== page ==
Here in California, we had State Proposition 91 on yesterday’s ballot. It’s designed to make sure that gasoline tax revenue is used for transportation funding, as intended, and not something else.
In an unusual turn of events, no one supported this proposition, not even the people responsible for getting it on the ballot.
How can this be?
It’s a timing thing. It turns out that the approval to be on the ballot was given in 2006. However, a separate proposal that accomplished the same goal wound up on the November 2006 ballot and was passed. This made this year’s Proposition 91 irrelevant. So the original supporters said not to vote for it.
Don’t believe me? Check out the Voter Information Guide and see for yourself. The section for arguments in favor of Proposition 91 states: “Proposition 91 is no longer needed. We respectfully urge you to vote NO ON PROPOSITION 91.”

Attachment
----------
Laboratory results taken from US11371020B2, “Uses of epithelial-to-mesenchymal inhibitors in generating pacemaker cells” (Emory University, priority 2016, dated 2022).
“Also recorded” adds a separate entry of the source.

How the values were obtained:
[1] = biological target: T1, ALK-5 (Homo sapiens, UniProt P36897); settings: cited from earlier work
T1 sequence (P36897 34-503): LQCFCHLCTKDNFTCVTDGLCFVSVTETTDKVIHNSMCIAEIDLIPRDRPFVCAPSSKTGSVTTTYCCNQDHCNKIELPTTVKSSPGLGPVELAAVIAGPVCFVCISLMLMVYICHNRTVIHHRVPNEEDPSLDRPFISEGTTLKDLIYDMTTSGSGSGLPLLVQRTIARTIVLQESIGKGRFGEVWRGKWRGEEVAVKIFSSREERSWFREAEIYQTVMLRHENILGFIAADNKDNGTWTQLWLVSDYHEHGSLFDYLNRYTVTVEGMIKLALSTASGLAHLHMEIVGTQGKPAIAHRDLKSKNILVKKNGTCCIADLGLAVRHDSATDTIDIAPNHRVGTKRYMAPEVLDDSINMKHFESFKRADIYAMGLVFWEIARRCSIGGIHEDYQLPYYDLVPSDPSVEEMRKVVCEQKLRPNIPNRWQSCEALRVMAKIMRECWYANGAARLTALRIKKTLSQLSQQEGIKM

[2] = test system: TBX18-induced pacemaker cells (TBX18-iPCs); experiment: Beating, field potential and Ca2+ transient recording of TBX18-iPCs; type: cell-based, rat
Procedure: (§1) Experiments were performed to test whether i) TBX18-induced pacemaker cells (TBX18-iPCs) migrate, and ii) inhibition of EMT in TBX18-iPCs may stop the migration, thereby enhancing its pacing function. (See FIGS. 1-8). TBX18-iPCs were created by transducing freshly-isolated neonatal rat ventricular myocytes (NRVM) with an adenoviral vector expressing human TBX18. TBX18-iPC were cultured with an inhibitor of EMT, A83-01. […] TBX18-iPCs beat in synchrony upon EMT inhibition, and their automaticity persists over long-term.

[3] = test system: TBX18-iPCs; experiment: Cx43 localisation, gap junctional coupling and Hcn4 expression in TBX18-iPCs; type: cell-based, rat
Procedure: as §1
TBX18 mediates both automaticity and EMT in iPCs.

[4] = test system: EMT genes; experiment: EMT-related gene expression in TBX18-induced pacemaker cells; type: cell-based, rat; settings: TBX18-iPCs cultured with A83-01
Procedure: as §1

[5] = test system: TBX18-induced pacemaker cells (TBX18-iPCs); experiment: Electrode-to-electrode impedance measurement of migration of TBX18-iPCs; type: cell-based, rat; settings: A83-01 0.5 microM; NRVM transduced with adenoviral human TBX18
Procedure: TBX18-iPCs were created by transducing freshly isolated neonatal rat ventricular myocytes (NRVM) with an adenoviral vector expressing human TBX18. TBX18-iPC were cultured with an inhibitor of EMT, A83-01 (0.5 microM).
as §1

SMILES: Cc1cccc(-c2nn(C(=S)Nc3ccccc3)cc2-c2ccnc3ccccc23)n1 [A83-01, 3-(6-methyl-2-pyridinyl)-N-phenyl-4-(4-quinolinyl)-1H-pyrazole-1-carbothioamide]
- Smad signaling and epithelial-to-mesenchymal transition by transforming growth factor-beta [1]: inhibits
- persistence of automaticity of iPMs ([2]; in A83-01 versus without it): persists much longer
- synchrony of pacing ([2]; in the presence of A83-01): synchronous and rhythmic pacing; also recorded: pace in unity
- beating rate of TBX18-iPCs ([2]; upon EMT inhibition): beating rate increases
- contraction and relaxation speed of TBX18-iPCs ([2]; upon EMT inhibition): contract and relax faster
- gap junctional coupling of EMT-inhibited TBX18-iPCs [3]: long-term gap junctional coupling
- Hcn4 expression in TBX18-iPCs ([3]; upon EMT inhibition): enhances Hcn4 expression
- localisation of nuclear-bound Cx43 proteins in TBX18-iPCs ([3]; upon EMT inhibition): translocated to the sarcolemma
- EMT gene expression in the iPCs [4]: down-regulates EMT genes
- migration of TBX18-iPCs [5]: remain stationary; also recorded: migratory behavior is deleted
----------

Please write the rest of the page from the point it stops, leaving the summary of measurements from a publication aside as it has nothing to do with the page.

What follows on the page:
Okay. Here’s the punchline:
It’s still early as I write this (only 14% of precincts are reporting) but the percentage of YES votes for Proposition 91 is 44% (that’s over one million votes and counting). That’s right. A greater percentage (and greater number) of people have so far voted in favor of Proposition 91 than have voted in favor of Proposition 92, 94, 95, 96 or 97. Of all the propositions on the ballot, only Proposition 93 has received more YES votes—with an only slightly larger percentage: 48%.
Hillary Clinton and John McCain (the projected winners in their respective primaries) each have less votes (by several hundred thousand) than the votes in favor of Proposition 91.
The kindest spin that can be put on this is that “yes on 91” voters read the proposal for the first time when in the voting booth and made their decision knowing nothing else about it. Maybe that’s not exactly a stupid way to vote. But it’s sure close.